Skip to main page content
Access keys NCBI Homepage MyNCBI Homepage Main Content Main Navigation
, 21 (4), 1189-94

An Effective System of Surgical Treatment of Lymphedema

Affiliations

An Effective System of Surgical Treatment of Lymphedema

Jay W Granzow et al. Ann Surg Oncol.

Abstract

Background: Effective surgical treatments for lymphedema now can address the fluid and solid phases of the disease process. Microsurgical procedures, including lymphaticovenous anastomosis (LVA) and vascularized lymph node transfer (VLNT), target the fluid component that predominates at earlier stages of the disease. Suction-assisted protein lipectomy (SAPL) addresses the solid component that typically presents later as chronic, nonpitting lymphedema of an extremity. We assess the outcomes of patients who underwent selective application of these three surgical procedures as part of an effective system to treat lymphedema.

Methods: This is a retrospective chart review of patients with lymphedema who underwent complete decongestive therapy followed by surgical treatment with SAPL, LVA, or VLNT. The primary outcomes measured were postoperative volume reduction (SAPL), daily requirement for compression garments and lymphedema therapy (VLNT and LVA), and the incidence of severe cellulitis.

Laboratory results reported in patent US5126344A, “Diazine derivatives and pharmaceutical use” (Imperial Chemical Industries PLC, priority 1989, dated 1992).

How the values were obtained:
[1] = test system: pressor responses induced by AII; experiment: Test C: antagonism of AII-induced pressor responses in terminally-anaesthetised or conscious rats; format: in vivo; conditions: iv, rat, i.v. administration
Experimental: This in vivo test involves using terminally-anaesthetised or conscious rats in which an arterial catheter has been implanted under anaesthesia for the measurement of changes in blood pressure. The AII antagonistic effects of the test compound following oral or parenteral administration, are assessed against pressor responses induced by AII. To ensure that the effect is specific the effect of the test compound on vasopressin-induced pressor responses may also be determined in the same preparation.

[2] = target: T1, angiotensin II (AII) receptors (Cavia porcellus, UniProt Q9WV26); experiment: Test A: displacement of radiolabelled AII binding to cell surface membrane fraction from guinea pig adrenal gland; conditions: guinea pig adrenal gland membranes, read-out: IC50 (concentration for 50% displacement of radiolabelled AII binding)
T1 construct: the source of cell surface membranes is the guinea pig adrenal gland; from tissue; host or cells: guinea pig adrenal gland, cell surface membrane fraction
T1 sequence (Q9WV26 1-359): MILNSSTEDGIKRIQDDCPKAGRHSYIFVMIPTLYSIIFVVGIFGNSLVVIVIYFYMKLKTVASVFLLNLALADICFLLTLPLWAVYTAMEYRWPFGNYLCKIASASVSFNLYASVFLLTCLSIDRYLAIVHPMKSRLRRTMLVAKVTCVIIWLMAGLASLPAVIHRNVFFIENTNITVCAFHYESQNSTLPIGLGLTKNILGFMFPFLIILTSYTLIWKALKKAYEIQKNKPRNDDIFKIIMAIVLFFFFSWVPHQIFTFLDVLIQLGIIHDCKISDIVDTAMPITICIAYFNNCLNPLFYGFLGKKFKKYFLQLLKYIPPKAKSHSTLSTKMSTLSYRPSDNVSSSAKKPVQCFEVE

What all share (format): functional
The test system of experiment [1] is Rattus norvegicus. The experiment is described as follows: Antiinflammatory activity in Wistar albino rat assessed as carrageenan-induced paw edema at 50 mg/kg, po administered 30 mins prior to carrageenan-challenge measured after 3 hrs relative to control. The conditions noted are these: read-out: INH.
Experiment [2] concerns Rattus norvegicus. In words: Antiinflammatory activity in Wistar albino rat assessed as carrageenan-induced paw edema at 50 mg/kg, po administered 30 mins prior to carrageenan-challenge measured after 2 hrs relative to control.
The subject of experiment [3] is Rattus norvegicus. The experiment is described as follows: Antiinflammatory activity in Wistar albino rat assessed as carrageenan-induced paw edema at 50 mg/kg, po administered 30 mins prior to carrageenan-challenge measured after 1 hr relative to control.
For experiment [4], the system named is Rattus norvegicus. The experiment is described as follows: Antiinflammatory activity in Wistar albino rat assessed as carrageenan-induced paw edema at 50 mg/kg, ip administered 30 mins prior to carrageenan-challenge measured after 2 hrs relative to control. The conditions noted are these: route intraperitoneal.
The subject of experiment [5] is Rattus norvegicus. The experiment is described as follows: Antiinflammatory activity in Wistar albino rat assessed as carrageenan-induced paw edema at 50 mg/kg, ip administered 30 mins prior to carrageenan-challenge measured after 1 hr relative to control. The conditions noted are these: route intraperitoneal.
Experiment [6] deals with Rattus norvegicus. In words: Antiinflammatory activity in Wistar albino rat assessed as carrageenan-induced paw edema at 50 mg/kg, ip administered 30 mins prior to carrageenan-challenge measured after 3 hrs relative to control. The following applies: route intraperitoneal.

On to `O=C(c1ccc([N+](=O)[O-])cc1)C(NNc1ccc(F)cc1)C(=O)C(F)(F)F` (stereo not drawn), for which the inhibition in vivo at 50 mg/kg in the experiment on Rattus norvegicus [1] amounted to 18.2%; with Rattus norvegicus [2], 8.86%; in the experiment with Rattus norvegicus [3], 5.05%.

Results: Twenty-six patients were included in the study, of which 10 underwent SAPL and 16 underwent LVA or VLNT. The average reduction of excess volume by SAPL was 3,212 mL in legs and 943 mL in arms, or a volume reduction of 87 and 111 %, respectively, when compared with the unaffected, opposite sides. Microsurgical procedures (VLNT and LVA) significantly reduced the need for both compression garment use (p = 0.003) and lymphedema therapy (p < 0.0001). The overall rate of cellulitis decreased from 58 % before surgery to 15 % after surgery (p < 0.0001).

Conclusions: When applied appropriately to properly selected patients, surgical procedures used in the treatment of lymphedema are effective and safe.

Similar articles

See all similar articles

Cited by 10 PubMed Central articles

See all "Cited by" articles

LinkOut - more resources

Feedback